New York, NYMarch 11, 2013Researchers at Columbia Engineering have developed a new "plug-and-play" method to assemble complex cell microenvironments that is a scalable, highly precise way to fabricate tissues with any spatial organization or interestsuch as those found in the heart or skeleton or vasculature. The study reveals new ways to better mimic the enormous complexity of tissue development, regeneration, and disease, and is published in the March 4 Early Online edition of Proceedings of the National Academy of Sciences (PNAS).
"George Eng, an MD/PhD student in my lab who just received his doctoral degree, designed a lock-and-key technique to build cellular assemblies using a variety of shapes that lock into templates much the way you would use LEGO building blocks," says Gordana Vunjak-Novakovic, who led the study and is the Mikati Foundation Professor of Biomedical Engineering at Columbia Engineering and professor of medical sciences. "What is really important about this technique is that these shapes are tinyjust a fraction of millimeter, the thickness of a human hairand that their precise arrangements are made using cell-friendly hydrogels."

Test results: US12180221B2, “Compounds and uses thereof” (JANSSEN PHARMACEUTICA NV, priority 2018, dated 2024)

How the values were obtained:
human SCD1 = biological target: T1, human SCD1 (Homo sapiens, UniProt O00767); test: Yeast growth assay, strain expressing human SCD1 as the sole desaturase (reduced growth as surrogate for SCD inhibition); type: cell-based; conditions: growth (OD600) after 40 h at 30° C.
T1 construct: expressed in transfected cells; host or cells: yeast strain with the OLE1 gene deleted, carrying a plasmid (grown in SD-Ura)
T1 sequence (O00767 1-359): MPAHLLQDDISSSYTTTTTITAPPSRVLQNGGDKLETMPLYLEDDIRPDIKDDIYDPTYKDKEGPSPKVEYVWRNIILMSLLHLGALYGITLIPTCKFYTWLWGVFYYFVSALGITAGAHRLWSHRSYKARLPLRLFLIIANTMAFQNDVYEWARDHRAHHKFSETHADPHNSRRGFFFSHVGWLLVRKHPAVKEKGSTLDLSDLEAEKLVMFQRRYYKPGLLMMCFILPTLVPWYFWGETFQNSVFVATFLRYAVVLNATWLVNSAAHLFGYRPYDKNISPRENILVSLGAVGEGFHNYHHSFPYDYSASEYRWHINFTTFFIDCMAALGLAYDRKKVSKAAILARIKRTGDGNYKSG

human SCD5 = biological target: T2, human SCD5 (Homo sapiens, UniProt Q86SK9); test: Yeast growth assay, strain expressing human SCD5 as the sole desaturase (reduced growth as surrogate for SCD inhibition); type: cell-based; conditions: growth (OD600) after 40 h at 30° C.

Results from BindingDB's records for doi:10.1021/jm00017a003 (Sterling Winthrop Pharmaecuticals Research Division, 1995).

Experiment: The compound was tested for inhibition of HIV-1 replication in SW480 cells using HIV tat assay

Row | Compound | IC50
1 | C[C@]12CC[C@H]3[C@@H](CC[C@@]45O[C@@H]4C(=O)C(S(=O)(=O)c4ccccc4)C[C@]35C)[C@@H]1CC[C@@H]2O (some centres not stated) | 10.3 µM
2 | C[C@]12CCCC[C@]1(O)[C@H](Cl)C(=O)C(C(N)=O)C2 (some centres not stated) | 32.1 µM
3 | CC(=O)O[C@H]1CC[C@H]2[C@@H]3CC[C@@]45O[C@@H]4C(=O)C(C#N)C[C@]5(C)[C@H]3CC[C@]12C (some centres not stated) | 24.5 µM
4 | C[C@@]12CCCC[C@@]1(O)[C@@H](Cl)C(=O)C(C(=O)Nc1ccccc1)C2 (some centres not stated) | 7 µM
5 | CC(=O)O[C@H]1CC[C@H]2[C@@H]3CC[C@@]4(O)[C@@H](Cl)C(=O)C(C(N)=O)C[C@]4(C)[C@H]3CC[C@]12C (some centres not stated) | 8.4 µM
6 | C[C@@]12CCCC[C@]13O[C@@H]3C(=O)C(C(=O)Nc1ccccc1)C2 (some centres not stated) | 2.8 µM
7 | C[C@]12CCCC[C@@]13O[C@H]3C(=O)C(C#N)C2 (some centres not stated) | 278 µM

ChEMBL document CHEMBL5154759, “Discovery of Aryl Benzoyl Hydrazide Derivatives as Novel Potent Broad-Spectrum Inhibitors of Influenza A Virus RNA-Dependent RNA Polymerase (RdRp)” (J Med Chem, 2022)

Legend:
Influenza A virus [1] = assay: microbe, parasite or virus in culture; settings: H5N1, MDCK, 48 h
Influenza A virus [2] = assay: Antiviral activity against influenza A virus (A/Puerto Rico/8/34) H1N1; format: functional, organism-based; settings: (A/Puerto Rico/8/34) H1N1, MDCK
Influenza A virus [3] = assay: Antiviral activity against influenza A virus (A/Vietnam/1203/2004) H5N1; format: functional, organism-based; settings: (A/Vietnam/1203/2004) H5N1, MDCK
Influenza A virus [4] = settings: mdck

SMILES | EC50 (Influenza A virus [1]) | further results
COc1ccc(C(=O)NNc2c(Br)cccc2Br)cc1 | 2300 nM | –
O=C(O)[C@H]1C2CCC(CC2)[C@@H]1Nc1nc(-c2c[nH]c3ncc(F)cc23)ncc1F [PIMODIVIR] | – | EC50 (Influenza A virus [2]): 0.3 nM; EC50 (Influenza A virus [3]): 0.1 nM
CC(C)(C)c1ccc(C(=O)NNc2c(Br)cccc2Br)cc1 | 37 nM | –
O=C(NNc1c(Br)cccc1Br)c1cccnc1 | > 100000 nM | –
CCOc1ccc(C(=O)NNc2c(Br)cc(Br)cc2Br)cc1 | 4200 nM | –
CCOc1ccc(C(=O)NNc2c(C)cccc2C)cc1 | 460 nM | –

Tissue cells in the human body form specific architectures that are critical for the function of each tissue. Cardiac cells, for example, are aligned to create maximum force acting in one direction. Cells without specific spatial organization may never become fully functional if they do not recapitulate their intrinsic organization found in the body. The Columbia Engineering technique enables researchers to construct unique and controlled cell patterns that allow precise studies of cell function, so that, Vunjak-Novakovic adds, "we can now ask some of the more complex questions about how the cells respond to the entire context of their environment. This will help us explore cellular behavior during the progression of disease and test the effects of drugs, stem cells, and various oth
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